Also, the thingiverse page specifically mentions "you may have to ream out diameter with 5/16" drill bit to fit rods". So, getting good results may require carefully machining these to closely match your smooth rods.

nbmoretto
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Re: RazzMaTAZZ - my KITTAZ Build

Post by nbmoretto » Mon Nov 16, 2015 1:44 pm

mirage335 wrote:If the ID of the bushing is even slightly greater than the OD of the smooth rod, the clearance will allow some motion. Whereas bearings can be preloaded. Also, metal on metal may wear faster - always consider applying high-quality grease with any linear bearing system (eg. PTFE SuperLube).

Also, the thingiverse page specifically mentions "you may have to ream out diameter with 5/16" drill bit to fit rods". So, getting good results may require carefully machining these to closely match your smooth rods.
I currently use 3-in-1 oil for my linear bearing system: http://www.3inone.com/products/multi-purpose/

Do you think that is fine or should I use PTFE SuperLube?

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mirage335
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Re: RazzMaTAZZ - my KITTAZ Build

Post by mirage335 » Mon Nov 16, 2015 2:13 pm

In my experience, oils are not thick or persistent enough to prevent wear. SuperLube PTFE grease is great because it is thick enough to persist, yet sufficiently low-friction to use with ball-bearings.

That said, either may work, and I haven't studied the options scientifically. As particularly extreme examples though, I have managed to get the SuperLube PTFE grease embedded in circular ball bearings used on a tractor mowing mowing deck, as well as LM8UU linear bearings on HacDC's Prusa Mendel. In both cases, friction went down by an order of magnitude or two.

For the tractor bearings, this was done after catastrophic failure of two bearings, since which, no failures have occurred. The remaining bearings ceased to sound gritty when spun, and could spin freely for tens of seconds. Checking these bearings after several weeks of use, showed they were still slick. Other lubricants would not last. Obviously, this is a high power application, far beyond 3D printing requirements.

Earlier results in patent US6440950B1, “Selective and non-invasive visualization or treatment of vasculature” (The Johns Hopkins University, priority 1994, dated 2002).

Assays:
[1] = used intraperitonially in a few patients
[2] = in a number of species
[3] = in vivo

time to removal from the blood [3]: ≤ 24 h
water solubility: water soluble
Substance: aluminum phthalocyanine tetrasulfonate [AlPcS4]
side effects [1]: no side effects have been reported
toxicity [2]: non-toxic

For the Prusa Mendel, the LM8UU's and smooth rods were reaching unacceptable clearances in ~6 months. After applying the grease, this wear ceased to be noticable for another 1.5 years.

Personally, I think just grease is cheap and quick to apply, bearings are expensive and time consuming to replace. Also, I've found this grease useful and trustworthy for a wide range of applications, including corrosion prevention.

nbmoretto
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Re: RazzMaTAZZ - my KITTAZ Build

Post by nbmoretto » Mon Nov 16, 2015 8:08 pm

mirage335 wrote:In my experience, oils are not thick or persistent enough to prevent wear. SuperLube PTFE grease is great because it is thick enough to persist, yet sufficiently low-friction to use with ball-bearings.

That said, either may work, and I haven't studied the options scientifically. As particularly extreme examples though, I have managed to get the SuperLube PTFE grease embedded in circular ball bearings used on a tractor mowing mowing deck, as well as LM8UU linear bearings on HacDC's Prusa Mendel. In both cases, friction went down by an order of magnitude or two.

For the tractor bearings, this was done after catastrophic failure of two bearings, since which, no failures have occurred. The remaining bearings ceased to sound gritty when spun, and could spin freely for tens of seconds. Checking these bearings after several weeks of use, showed they were still slick. Other lubricants would not last. Obviously, this is a high power application, far beyond 3D printing requirements.

For the Prusa Mendel, the LM8UU's and smooth rods were reaching unacceptable clearances in ~6 months. After applying the grease, this wear ceased to be noticable for another 1.5 years.

Personally, I think just grease is cheap and quick to apply, bearings are expensive and time consuming to replace. Also, I've found this grease useful and trustworthy for a wide range of applications, including corrosion prevention.

Thanks for the info. I might give it a try, any tips for applying it?

Kevinhipfner
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Re: RazzMaTAZZ - my KITTAZ Build

Post by Kevinhipfner » Mon Feb 22, 2016 1:21 pm

I would love to get my hands on a Kittaz ! They said they are not available anymore

Kevinhipfner
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Re: RazzMaTAZZ - my KITTAZ Build

Post by Kevinhipfner » Thu Mar 03, 2016 12:11 pm

Where can I buy a Kittaz please ?

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piercet
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Re: RazzMaTAZZ - my KITTAZ Build

Post by piercet » Thu Mar 03, 2016 2:44 pm

Kevinhipfner wrote:Where can I buy a Kittaz please ?
You can't anymore, there are no additional kits being sold. Your closest and least expensive alternative will be to buy a used Taz 3 and upgrade it to 5 spec by using parts at http://i-t-w.com/parts/